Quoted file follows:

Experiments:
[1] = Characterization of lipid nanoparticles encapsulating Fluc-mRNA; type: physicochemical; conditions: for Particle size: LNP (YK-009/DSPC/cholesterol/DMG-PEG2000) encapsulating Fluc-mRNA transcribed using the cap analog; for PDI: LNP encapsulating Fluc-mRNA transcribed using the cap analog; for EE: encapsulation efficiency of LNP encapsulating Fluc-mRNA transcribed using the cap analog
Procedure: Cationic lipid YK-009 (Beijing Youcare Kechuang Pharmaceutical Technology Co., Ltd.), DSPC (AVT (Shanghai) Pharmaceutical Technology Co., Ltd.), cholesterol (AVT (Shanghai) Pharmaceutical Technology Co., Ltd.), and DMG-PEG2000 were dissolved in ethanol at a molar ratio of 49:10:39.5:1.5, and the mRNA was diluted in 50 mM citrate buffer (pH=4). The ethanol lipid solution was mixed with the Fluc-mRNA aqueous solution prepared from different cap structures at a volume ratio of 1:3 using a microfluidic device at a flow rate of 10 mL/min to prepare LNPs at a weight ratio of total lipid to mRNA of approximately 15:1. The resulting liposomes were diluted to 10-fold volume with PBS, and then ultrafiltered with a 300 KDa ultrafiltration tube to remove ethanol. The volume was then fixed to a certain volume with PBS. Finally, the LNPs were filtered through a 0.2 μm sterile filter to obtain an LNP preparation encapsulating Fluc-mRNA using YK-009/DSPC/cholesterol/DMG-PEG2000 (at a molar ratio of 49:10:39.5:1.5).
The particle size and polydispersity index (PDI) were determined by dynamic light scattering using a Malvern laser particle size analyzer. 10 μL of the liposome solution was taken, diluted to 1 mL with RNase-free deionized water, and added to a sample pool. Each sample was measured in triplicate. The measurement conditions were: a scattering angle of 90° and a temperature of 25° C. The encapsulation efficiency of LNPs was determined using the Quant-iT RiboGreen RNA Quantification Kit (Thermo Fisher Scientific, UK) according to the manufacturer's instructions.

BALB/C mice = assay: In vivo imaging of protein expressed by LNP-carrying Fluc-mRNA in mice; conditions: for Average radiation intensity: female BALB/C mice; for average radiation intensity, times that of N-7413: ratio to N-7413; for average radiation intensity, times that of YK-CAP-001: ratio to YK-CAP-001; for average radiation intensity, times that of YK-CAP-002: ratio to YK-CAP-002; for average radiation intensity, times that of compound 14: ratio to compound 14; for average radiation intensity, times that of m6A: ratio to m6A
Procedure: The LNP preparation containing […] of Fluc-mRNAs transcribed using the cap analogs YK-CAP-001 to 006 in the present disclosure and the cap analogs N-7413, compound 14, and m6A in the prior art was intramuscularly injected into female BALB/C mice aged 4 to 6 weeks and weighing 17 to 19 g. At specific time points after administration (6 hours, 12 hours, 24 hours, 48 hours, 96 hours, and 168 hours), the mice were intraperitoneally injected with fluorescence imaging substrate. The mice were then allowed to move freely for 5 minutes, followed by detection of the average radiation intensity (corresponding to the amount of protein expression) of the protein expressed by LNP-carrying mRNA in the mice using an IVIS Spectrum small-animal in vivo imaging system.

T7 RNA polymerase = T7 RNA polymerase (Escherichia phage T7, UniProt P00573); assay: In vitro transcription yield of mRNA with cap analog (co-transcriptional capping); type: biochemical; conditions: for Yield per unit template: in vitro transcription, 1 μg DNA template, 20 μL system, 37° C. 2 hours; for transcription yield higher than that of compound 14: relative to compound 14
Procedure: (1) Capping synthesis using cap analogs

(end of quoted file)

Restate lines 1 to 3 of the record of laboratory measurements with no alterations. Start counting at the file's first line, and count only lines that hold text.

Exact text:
Experiments:
[1] = Characterization of lipid nanoparticles encapsulating Fluc-mRNA; type: physicochemical; conditions: for Particle size: LNP (YK-009/DSPC/cholesterol/DMG-PEG2000) encapsulating Fluc-mRNA transcribed using the cap analog; for PDI: LNP encapsulating Fluc-mRNA transcribed using the cap analog; for EE: encapsulation efficiency of LNP encapsulating Fluc-mRNA transcribed using the cap analog
Procedure: Cationic lipid YK-009 (Beijing Youcare Kechuang Pharmaceutical Technology Co., Ltd.), DSPC (AVT (Shanghai) Pharmaceutical Technology Co., Ltd.), cholesterol (AVT (Shanghai) Pharmaceutical Technology Co., Ltd.), and DMG-PEG2000 were dissolved in ethanol at a molar ratio of 49:10:39.5:1.5, and the mRNA was diluted in 50 mM citrate buffer (pH=4). The ethanol lipid solution was mixed with the Fluc-mRNA aqueous solution prepared from different cap structures at a volume ratio of 1:3 using a microfluidic device at a flow rate of 10 mL/min to prepare LNPs at a weight ratio of total lipid to mRNA of approximately 15:1. The resulting liposomes were diluted to 10-fold volume with PBS, and then ultrafiltered with a 300 KDa ultrafiltration tube to remove ethanol. The volume was then fixed to a certain volume with PBS. Finally, the LNPs were filtered through a 0.2 μm sterile filter to obtain an LNP preparation encapsulating Fluc-mRNA using YK-009/DSPC/cholesterol/DMG-PEG2000 (at a molar ratio of 49:10:39.5:1.5).